The company again expanded its reach through acquisitions, such as the 2019 takeover of Australian Independent Rural Retailers to enter the wholesale market. Currently Elders has organised its operations into six segments: retail products, wholesale products, agency services, real estate services, financial services, feed and processing services.

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They sell a range of animal health, crop protection, seeds and fertiliser products. Revenues from these kinds of products are affected by agricultural cycles and weather conditions, whereas real estate and financial services earnings generally appear more consistent throughout the year. 

The latter two also cater to metropolitan areas of Australia, and Elders’ 3.34% share of the $167b national real estate market make it the industry’s seventh largest player. The company does still offer specialised services for the agricultural sector, such as insurance for crops and farm vehicles or funding and transit warranty for livestock.  

Wool, grain and other livestock fall under agency services, with the company still having an estimated 9.8m sheep and 1.3m head of cattle. Over 350,000 bales of wool were handled by Elders in FY23, and it provides an end-to-end service that brings the material from farms to international buyers. They are working towards building a world-first automated wool handling business, indicating the commodity is likely to remain a key part of Elders’ future. 

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Future prospects

Elders has changed significantly over its history, but it remains exposed to several risks – and results for H1 FY24 were disappointing. Revenues fell 19% to $1.34b from the $1.65b sum for the six months to 31 March 2023. Underlying earnings per share declined from $0.32 to $0.09 for the period. The firm points to tough seasonal conditions and expectations of an El Niño event dampening sales, alongside lower crop protection and livestock prices.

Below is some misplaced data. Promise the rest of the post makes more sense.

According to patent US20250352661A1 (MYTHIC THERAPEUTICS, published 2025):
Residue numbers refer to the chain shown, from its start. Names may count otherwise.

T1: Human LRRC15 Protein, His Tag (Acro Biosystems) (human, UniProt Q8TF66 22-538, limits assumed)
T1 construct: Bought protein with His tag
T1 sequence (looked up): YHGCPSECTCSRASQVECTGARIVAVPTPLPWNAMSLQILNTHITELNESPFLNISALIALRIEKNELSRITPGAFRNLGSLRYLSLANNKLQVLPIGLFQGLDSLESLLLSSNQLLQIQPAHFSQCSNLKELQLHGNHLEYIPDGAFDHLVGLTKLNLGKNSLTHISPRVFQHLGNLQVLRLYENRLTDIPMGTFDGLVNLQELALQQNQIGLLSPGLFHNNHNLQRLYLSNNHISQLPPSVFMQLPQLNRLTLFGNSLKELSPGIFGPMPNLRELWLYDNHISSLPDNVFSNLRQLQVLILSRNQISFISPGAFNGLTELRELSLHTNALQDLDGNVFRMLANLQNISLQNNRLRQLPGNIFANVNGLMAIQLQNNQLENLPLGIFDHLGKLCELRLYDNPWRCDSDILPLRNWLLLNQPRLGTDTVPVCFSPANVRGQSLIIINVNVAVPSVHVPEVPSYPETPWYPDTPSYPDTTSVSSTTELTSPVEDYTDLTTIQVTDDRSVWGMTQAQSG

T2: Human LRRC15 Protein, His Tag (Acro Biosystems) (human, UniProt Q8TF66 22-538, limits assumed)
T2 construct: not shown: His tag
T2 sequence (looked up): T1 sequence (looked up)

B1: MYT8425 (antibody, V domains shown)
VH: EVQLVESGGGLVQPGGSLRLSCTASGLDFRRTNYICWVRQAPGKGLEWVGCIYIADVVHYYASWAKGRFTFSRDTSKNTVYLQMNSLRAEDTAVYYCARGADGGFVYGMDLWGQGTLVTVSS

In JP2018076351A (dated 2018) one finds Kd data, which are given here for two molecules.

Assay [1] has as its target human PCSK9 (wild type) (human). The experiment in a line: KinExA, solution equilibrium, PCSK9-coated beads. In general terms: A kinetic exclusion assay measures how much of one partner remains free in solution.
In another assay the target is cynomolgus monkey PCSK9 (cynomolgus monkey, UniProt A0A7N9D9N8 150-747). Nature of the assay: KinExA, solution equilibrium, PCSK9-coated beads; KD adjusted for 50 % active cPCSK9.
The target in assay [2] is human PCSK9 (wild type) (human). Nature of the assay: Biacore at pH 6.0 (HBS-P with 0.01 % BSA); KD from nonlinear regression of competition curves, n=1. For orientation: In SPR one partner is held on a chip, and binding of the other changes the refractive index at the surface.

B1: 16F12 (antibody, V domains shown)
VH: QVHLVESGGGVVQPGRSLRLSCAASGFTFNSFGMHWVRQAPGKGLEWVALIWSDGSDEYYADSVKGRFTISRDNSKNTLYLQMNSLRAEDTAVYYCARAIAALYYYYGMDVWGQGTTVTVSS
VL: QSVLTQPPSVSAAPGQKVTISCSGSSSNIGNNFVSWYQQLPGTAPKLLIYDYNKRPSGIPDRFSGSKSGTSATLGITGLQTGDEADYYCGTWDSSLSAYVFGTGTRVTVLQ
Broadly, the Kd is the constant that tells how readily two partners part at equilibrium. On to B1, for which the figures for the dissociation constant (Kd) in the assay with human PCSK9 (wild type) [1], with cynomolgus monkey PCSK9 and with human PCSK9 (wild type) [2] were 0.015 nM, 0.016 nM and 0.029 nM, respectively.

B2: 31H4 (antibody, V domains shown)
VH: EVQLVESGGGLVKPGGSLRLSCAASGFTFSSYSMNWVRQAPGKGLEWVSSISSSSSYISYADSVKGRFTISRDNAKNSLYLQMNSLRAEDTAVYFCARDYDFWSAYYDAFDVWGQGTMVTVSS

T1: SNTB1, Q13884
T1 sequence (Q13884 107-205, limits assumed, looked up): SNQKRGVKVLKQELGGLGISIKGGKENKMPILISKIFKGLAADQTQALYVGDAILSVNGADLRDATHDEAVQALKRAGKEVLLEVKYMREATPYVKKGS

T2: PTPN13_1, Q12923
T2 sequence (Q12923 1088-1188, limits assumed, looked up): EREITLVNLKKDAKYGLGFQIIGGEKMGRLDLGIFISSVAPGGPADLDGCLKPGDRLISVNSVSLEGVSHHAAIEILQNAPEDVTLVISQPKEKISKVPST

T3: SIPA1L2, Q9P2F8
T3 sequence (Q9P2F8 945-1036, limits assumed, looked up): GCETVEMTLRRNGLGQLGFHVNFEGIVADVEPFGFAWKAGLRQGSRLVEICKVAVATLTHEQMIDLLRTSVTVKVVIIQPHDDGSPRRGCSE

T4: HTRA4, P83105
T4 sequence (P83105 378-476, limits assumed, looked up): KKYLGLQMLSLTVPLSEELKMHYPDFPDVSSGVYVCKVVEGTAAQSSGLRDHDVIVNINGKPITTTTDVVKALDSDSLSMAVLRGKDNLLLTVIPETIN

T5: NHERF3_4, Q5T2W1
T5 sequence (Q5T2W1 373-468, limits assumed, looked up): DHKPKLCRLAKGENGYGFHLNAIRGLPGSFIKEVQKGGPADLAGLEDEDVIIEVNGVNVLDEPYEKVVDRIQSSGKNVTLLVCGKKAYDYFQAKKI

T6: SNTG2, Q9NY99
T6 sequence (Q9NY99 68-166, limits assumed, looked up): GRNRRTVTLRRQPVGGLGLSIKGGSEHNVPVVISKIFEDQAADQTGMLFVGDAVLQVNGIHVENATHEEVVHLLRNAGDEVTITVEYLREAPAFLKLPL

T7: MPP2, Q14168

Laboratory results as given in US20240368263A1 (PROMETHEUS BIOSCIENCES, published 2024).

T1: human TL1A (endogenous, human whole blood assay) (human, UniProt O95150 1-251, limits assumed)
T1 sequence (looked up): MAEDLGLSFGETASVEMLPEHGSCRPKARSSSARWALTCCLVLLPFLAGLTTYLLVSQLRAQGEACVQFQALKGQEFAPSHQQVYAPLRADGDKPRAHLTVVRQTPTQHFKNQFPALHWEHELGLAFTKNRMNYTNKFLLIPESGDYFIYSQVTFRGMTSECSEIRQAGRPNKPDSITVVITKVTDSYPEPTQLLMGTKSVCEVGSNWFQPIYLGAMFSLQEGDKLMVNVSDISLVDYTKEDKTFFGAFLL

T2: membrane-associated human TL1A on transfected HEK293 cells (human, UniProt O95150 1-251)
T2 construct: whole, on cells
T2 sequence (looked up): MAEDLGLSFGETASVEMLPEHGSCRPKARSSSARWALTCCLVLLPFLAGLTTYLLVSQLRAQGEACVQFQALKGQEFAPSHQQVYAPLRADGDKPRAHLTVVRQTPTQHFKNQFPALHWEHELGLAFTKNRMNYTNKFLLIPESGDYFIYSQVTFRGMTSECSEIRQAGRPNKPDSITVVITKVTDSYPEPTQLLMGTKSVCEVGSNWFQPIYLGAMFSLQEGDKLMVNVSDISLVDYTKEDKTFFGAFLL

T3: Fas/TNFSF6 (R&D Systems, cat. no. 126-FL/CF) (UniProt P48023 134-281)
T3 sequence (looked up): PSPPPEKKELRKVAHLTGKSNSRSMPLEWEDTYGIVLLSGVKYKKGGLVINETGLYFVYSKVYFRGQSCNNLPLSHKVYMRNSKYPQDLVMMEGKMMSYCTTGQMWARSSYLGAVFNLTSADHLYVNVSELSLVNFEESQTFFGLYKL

Elders’ market outlook is tempered, with the potential stabilisation of livestock prices and interest rates helping the business. There are a few greenshoots of higher demand for its financial and property management, as well as feed processing services. However, the weather could still play a major role in the outcomes and much like the stock market, it’s anything but predictable

This does not constitute financial advice nor a recommendation to invest in the securities listed. The information presented is intended to be of a factual nature only. Past performance is not a reliable indicator of future performance. As always, do your own research and consider seeking financial, legal and taxation advice before investing.


Portrait photo of Megan Stals, Market Analyst at Stake.

Megan Stals

Market Analyst

Megan is a markets analyst at Stake, with 7 years of experience in the world of investing and a Master’s degree in Business and Economics from The University of Sydney Business School. Megan has extensive knowledge of the UK markets, working as an analyst at ARCH Emerging Markets - a UK investment advisory platform focused on private equity. Previously she also worked as an analyst at Australian robo advisor Stockspot, where she researched ASX listed equities and helped construct the company's portfolios.